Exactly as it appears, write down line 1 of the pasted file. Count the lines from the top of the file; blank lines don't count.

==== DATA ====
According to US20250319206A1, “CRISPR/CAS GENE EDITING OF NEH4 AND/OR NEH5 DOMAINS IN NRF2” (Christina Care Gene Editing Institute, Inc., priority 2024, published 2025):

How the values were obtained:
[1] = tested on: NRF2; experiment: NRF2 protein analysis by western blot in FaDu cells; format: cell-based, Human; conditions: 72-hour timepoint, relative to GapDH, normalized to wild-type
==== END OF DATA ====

According to US20250319206A1, “CRISPR/CAS GENE EDITING OF NEH4 AND/OR NEH5 DOMAINS IN NRF2” (Christina Care Gene Editing Institute, Inc., priority 2024, published 2025):